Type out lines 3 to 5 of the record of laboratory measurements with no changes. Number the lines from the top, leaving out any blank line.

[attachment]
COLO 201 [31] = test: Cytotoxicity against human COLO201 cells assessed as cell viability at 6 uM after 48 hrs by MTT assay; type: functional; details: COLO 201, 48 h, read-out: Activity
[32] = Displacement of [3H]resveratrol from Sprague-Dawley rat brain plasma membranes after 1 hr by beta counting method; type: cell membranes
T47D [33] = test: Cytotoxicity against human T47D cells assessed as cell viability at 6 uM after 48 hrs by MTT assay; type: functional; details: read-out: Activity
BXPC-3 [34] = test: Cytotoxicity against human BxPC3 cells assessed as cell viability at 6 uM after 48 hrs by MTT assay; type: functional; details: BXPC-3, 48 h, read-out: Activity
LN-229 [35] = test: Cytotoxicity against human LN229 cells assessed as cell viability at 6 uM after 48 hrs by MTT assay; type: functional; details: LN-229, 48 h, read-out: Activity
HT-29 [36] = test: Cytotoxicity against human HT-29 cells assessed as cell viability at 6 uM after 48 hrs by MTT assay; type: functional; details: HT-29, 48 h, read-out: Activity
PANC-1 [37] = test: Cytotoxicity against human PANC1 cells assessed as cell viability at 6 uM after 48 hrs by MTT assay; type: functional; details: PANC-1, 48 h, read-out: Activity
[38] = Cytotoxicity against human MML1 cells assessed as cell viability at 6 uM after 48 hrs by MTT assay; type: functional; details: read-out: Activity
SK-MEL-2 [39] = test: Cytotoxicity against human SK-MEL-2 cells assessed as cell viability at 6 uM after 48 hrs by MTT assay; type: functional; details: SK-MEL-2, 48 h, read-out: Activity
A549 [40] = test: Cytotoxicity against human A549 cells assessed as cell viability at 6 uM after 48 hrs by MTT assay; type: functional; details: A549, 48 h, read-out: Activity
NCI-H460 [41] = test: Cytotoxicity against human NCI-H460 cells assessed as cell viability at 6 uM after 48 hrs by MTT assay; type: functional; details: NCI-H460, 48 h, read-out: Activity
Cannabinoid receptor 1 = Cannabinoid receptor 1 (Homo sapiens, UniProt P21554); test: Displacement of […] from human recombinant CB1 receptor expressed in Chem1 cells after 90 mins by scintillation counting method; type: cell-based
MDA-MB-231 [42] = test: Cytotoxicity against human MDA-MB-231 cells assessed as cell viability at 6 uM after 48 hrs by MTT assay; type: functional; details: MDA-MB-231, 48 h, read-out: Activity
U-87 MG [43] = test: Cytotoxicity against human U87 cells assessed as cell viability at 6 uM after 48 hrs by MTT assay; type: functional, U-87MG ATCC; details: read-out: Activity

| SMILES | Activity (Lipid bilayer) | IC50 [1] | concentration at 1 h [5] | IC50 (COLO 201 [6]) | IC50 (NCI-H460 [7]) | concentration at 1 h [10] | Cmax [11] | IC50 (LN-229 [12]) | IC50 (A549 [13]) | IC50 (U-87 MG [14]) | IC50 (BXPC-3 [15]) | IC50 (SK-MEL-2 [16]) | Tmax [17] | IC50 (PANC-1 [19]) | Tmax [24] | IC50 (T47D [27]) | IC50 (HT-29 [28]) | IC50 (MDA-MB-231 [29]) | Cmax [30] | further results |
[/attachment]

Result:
T47D [33] = test: Cytotoxicity against human T47D cells assessed as cell viability at 6 uM after 48 hrs by MTT assay; type: functional; details: read-out: Activity
BXPC-3 [34] = test: Cytotoxicity against human BxPC3 cells assessed as cell viability at 6 uM after 48 hrs by MTT assay; type: functional; details: BXPC-3, 48 h, read-out: Activity
LN-229 [35] = test: Cytotoxicity against human LN229 cells assessed as cell viability at 6 uM after 48 hrs by MTT assay; type: functional; details: LN-229, 48 h, read-out: Activity